An investigation was carried out to determine the sensitivity of different soil microbes (Rhizobium, Bradyrhizobium and Pseudomonas) to various metals (Cu2+, Zn2+, Co2+, Mn2+, Mo2+ and Fe2+) in vitro. Sulphate and chloride forms of these microelements were used (except Mo2+ as Na2Mo04) in 0.1, 1.0 and 10 micrograms/ml concentrations in modified YEM and nutrient broth. Growth (optical density, OD550 and OD640) of bacterium inoculated (approx. 10(6) CFU/ml) tubes, was measured spectrophotometrically after 48 h of incubation of 28 degrees C in a rotary shaker (150 rpm). Data of triplicate samples are shown as percent of control tubes (inoculated, free from treatments) and after an analysis of variance SE was calculated. Strains of Rhizobium leguminosarum proved to be the most sensitive to Cu2+, Zn2+ and Co2+. The slow growing Bradyrhizobium and plant growth promoting (PGPR) Pseudomonas isolates, however, were affected only at the highest (10 micrograms/ml) dose of these elements. In contrast Mn2+, Mo2+ and Fe2+ microelements were stimulatory for the growth of all investigated soil microbes. Sulphate forms of the most harmful Cu2+ and Zn2+ cations were more toxic than the chloride forms. An especially high diversity was found among the R. leguminosarum bv. viceae isolates. Monitoring the sensitivity of these microbes has a primary importance for selection of ecologically diverse isolates, as potential inocula in heavy-metal affected soils.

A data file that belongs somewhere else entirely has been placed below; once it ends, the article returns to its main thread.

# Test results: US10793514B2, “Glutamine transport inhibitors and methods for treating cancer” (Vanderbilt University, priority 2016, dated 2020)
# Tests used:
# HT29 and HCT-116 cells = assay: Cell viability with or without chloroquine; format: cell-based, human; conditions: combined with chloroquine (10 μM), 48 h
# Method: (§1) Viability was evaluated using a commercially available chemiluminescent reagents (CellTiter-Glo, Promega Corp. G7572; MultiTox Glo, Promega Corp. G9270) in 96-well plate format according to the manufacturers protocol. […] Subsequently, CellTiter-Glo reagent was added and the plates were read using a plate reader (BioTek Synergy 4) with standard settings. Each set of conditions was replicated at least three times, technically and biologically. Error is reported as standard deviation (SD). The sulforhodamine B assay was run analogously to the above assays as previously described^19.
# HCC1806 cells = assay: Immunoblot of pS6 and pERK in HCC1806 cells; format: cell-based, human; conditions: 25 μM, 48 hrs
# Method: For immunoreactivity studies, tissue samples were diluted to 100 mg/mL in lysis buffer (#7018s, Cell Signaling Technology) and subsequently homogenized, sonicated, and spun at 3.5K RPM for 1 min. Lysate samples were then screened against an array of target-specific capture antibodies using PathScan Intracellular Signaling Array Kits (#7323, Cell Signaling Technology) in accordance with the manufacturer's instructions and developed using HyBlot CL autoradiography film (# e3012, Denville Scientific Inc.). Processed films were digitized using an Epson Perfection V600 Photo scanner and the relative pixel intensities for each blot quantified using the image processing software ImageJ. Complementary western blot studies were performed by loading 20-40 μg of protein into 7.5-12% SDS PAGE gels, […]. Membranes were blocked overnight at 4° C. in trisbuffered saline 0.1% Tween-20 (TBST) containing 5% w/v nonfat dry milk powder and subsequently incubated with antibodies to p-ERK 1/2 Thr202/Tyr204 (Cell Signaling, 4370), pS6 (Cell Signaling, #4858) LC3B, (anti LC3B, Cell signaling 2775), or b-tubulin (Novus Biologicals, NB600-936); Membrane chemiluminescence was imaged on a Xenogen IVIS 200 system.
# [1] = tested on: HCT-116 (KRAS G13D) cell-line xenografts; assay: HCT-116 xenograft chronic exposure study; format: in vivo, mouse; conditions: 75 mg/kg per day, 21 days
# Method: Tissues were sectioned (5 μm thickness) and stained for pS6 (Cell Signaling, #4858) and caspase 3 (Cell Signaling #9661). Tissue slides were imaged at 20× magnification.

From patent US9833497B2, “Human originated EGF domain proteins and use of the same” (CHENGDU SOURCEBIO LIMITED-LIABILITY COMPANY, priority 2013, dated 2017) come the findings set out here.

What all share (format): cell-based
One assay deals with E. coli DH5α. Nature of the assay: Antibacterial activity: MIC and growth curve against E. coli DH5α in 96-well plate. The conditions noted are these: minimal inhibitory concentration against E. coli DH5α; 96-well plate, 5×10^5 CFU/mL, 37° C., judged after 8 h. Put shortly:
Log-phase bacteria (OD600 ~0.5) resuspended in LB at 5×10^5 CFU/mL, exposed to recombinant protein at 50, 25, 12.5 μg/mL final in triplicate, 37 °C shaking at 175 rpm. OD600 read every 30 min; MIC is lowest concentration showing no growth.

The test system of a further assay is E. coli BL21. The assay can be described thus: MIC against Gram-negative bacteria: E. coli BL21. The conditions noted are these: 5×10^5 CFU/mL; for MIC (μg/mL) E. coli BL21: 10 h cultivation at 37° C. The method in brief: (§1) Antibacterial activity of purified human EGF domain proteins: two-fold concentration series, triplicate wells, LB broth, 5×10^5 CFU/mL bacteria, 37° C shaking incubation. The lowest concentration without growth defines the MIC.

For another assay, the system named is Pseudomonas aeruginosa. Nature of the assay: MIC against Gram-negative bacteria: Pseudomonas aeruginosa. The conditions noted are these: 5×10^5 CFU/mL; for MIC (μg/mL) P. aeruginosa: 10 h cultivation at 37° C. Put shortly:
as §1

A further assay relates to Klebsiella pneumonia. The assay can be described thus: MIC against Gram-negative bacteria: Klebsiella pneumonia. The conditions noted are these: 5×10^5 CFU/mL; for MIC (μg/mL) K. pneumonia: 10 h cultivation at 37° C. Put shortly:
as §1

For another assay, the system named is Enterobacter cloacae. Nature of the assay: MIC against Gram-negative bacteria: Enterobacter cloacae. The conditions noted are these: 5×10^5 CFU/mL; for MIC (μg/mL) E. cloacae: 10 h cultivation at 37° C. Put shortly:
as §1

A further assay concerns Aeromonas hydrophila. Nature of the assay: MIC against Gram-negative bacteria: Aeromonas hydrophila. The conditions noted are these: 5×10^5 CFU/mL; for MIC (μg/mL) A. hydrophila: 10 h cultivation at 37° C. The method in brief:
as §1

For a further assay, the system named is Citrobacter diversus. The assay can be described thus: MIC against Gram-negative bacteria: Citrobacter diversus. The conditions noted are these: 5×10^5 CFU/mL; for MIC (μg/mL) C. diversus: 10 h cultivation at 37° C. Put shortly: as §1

|Number of pages||8|
|Journal||Acta biologica Hungarica|
|Publication status||Published - 1995|
ASJC Scopus subject areas
- Biochemistry, Genetics and Molecular Biology(all)
- Environmental Science(all)